"You do not need promises from a president to save you. You will make your own world and it will be fantastico.”

Former Mexican president Vicente Fox made it clear during his speech on Sept. 18 that while he does not support “open borders,” he does stand for “compassionate leadership and intelligent, humble governing.”

Fox was the keynote speaker for the kickoff of the ten-year anniversary of the Forum on Contemporary Issues in Society lecture series “What In The World Is Going On?” presented by Eugene Applebaum, chair of Community Engagement in the Community Arts Auditorium.

“Immigration is a large part of every aspect of human history,” Applebaum said. “It’s human nature.”

The topic for the first session was “Immigration: The Wall, Trade, Jobs and Deportation.” Before his address, Fox was introduced by Board of Governors member Sandra Hughes O’Brien. He was saluted by the audience in both Spanish and English.

“Mr. Fox has been a farmer, an activist, an entrepreneur and a president, but he has never been anything other than candorous,” O'Brien said, in reference to Fox’s popular YouTube and Facebook videos where he refused to honor Trump’s promise that Mexico would pay for his proposed border wall.

Fox spoke to the audience about his experience as a businessman and later as president and about his opinions on leadership, legislation, trade and the future of the world at large. Fox focused on recent issues surrounding Deferred Action for Childhood Arrivals, the trials of “Dreamers” and the true meaning of immigration reform.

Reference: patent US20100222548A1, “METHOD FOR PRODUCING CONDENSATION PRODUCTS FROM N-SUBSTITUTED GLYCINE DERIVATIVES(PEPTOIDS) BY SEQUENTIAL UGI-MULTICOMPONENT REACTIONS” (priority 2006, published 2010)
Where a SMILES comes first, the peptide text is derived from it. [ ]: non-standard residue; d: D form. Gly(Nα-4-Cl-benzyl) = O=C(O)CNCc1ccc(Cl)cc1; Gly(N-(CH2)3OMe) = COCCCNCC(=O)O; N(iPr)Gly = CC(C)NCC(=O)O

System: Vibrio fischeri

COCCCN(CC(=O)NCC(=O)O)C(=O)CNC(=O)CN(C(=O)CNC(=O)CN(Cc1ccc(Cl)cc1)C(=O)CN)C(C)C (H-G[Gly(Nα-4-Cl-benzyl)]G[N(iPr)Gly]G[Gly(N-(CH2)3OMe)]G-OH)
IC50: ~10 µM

“All of us here, with the exception of Native Americans, are immigrants in some way,” Fox said. “Immigration is the story of the world. If you learn how to swim, or jump a wall and then make 10 times more than you do now, why wouldn’t you want a better life for your family?”

In his speech, Fox propped up the North American Free Trade Agreement and defended Mexico’s role in the Free Trade Agreement. He also came to the defense of DACA dreamers and the families who brought them to the United States, as well as outlined the steps he would like to take in refining the process.

“There must be compassion in leadership,” Fox said. “It is criminal to separate families. There must be identification, getting to know them, taking stock of the county.”

Fox clarified that he believed in regulated borders and control of those borders by their respective countries, but he also supports humane and understanding solutions to border reform.

“Why build a wall when we can have intelligent conversations about our problems?” Fox said. “Do you know what we could do with all that money? We could end hunger in large parts of the world and educate even more people. Every action has a reaction. If America isolates itself, it will suffer.”

Fox addressed issues of both the United States and Mexico including the drug trade, crime rates and trade issues, but he ended his speech on a positive note for the students and young people in attendance.

“You are joyful and inspirational and always with a smile," Fox said. "You do not need promises from a president to save you. You will make your own world and it will be fantastico.”

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